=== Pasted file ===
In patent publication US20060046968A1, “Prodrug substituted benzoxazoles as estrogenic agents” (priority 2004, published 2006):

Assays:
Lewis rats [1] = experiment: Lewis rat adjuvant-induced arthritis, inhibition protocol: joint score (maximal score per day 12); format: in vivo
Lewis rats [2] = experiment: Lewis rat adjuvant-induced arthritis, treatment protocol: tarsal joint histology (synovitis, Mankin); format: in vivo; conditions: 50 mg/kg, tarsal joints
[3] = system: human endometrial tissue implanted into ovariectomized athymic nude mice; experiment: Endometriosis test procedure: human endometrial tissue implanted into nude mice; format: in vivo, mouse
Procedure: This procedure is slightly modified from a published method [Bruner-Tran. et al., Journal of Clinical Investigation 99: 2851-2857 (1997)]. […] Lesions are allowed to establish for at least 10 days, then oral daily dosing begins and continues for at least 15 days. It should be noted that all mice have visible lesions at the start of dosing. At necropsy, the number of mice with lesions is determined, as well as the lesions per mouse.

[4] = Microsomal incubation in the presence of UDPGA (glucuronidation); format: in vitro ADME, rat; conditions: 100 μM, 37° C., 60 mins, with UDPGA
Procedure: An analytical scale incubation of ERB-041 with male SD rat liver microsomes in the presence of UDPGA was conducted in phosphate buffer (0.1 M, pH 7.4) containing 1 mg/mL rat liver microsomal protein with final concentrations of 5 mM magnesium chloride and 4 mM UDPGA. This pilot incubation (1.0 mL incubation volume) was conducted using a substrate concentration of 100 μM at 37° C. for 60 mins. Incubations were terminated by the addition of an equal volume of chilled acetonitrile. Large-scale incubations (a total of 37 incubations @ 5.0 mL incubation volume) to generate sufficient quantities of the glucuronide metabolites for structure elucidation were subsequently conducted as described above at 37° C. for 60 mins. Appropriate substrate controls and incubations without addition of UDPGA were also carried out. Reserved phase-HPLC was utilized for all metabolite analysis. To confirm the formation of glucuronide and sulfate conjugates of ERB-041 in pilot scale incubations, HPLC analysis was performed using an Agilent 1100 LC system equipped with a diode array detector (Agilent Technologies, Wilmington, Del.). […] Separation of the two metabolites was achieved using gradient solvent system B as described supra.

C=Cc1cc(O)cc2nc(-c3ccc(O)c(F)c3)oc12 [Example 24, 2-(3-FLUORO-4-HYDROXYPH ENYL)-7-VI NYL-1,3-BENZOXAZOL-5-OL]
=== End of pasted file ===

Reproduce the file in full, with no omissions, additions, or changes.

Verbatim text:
In patent publication US20060046968A1, “Prodrug substituted benzoxazoles as estrogenic agents” (priority 2004, published 2006):

Assays:
Lewis rats [1] = experiment: Lewis rat adjuvant-induced arthritis, inhibition protocol: joint score (maximal score per day 12); format: in vivo
Lewis rats [2] = experiment: Lewis rat adjuvant-induced arthritis, treatment protocol: tarsal joint histology (synovitis, Mankin); format: in vivo; conditions: 50 mg/kg, tarsal joints
[3] = system: human endometrial tissue implanted into ovariectomized athymic nude mice; experiment: Endometriosis test procedure: human endometrial tissue implanted into nude mice; format: in vivo, mouse
Procedure: This procedure is slightly modified from a published method [Bruner-Tran. et al., Journal of Clinical Investigation 99: 2851-2857 (1997)]. […] Lesions are allowed to establish for at least 10 days, then oral daily dosing begins and continues for at least 15 days. It should be noted that all mice have visible lesions at the start of dosing. At necropsy, the number of mice with lesions is determined, as well as the lesions per mouse.

[4] = Microsomal incubation in the presence of UDPGA (glucuronidation); format: in vitro ADME, rat; conditions: 100 μM, 37° C., 60 mins, with UDPGA
Procedure: An analytical scale incubation of ERB-041 with male SD rat liver microsomes in the presence of UDPGA was conducted in phosphate buffer (0.1 M, pH 7.4) containing 1 mg/mL rat liver microsomal protein with final concentrations of 5 mM magnesium chloride and 4 mM UDPGA. This pilot incubation (1.0 mL incubation volume) was conducted using a substrate concentration of 100 μM at 37° C. for 60 mins. Incubations were terminated by the addition of an equal volume of chilled acetonitrile. Large-scale incubations (a total of 37 incubations @ 5.0 mL incubation volume) to generate sufficient quantities of the glucuronide metabolites for structure elucidation were subsequently conducted as described above at 37° C. for 60 mins. Appropriate substrate controls and incubations without addition of UDPGA were also carried out. Reserved phase-HPLC was utilized for all metabolite analysis. To confirm the formation of glucuronide and sulfate conjugates of ERB-041 in pilot scale incubations, HPLC analysis was performed using an Agilent 1100 LC system equipped with a diode array detector (Agilent Technologies, Wilmington, Del.). […] Separation of the two metabolites was achieved using gradient solvent system B as described supra.

C=Cc1cc(O)cc2nc(-c3ccc(O)c(F)c3)oc12 [Example 24, 2-(3-FLUORO-4-HYDROXYPH ENYL)-7-VI NYL-1,3-BENZOXAZOL-5-OL]